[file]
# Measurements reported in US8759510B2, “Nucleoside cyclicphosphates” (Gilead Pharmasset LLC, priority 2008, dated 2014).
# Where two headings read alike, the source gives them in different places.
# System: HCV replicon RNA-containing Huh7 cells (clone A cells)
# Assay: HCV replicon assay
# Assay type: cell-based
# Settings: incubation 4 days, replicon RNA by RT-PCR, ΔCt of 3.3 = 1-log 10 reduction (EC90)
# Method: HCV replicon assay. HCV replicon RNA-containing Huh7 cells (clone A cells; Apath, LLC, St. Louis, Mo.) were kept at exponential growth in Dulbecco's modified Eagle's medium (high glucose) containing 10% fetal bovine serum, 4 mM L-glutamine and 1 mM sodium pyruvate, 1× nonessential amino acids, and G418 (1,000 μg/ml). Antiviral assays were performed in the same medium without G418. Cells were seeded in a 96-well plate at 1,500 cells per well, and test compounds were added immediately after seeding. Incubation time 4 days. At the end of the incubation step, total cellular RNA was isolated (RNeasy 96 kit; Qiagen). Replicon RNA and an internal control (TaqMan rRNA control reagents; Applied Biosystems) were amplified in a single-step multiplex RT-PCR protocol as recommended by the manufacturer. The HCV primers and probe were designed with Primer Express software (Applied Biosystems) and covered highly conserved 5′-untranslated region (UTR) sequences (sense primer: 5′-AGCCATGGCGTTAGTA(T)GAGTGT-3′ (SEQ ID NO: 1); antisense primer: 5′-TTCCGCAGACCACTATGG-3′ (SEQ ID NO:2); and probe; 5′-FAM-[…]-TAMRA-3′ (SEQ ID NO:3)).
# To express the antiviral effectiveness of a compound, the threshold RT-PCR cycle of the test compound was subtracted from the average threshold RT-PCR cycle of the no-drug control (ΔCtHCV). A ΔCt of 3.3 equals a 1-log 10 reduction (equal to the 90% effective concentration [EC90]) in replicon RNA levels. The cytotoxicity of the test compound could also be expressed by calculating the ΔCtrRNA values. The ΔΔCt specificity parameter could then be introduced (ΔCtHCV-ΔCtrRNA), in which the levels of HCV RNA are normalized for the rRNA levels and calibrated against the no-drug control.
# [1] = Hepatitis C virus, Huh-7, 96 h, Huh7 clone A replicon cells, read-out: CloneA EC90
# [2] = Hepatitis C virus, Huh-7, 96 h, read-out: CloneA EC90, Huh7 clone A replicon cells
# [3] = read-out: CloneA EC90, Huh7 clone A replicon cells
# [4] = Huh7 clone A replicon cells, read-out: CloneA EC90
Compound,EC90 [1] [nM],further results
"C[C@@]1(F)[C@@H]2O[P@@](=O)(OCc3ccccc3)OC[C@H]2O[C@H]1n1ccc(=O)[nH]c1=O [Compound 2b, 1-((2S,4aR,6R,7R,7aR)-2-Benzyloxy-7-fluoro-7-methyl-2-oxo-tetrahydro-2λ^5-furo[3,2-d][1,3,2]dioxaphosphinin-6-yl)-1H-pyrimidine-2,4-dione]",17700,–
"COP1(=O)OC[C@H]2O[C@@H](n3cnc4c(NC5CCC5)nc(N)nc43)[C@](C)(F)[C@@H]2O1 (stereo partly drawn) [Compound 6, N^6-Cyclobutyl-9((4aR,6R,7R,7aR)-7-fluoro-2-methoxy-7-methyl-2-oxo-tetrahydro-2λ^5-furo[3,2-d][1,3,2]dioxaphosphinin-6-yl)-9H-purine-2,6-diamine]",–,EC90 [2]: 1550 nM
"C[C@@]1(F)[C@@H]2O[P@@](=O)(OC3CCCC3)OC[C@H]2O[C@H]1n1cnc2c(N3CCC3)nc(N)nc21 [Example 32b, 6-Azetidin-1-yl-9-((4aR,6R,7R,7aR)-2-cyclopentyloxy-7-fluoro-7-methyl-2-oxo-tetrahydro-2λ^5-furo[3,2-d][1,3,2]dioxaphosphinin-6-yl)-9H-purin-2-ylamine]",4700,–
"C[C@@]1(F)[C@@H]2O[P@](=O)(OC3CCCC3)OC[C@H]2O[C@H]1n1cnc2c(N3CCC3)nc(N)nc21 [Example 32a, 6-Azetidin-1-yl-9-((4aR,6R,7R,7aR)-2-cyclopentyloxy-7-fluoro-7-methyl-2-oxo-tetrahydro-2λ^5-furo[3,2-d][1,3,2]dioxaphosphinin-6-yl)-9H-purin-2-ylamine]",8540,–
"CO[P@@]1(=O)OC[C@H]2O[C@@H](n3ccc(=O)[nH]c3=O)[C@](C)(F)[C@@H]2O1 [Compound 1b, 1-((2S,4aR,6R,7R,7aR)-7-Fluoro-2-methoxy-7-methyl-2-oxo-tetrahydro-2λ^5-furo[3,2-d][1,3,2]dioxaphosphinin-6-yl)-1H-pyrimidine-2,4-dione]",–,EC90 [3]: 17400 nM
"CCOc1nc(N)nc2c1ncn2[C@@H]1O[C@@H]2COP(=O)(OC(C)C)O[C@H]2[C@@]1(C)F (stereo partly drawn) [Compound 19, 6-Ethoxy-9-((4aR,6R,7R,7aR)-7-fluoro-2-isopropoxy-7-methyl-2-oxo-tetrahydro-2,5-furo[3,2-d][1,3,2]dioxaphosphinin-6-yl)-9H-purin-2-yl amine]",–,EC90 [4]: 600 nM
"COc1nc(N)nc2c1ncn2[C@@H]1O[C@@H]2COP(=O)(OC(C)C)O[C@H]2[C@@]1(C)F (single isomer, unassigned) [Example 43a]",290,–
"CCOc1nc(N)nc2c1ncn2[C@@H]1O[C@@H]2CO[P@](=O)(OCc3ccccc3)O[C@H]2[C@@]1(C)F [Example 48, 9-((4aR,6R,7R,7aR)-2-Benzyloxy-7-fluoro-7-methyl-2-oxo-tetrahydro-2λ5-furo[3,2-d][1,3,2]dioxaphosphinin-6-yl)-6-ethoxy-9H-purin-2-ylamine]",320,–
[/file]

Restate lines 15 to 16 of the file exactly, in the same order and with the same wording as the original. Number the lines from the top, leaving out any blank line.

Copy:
"COP1(=O)OC[C@H]2O[C@@H](n3cnc4c(NC5CCC5)nc(N)nc43)[C@](C)(F)[C@@H]2O1 (stereo partly drawn) [Compound 6, N^6-Cyclobutyl-9((4aR,6R,7R,7aR)-7-fluoro-2-methoxy-7-methyl-2-oxo-tetrahydro-2λ^5-furo[3,2-d][1,3,2]dioxaphosphinin-6-yl)-9H-purine-2,6-diamine]",–,EC90 [2]: 1550 nM
"C[C@@]1(F)[C@@H]2O[P@@](=O)(OC3CCCC3)OC[C@H]2O[C@H]1n1cnc2c(N3CCC3)nc(N)nc21 [Example 32b, 6-Azetidin-1-yl-9-((4aR,6R,7R,7aR)-2-cyclopentyloxy-7-fluoro-7-methyl-2-oxo-tetrahydro-2λ^5-furo[3,2-d][1,3,2]dioxaphosphinin-6-yl)-9H-purin-2-ylamine]",4700,–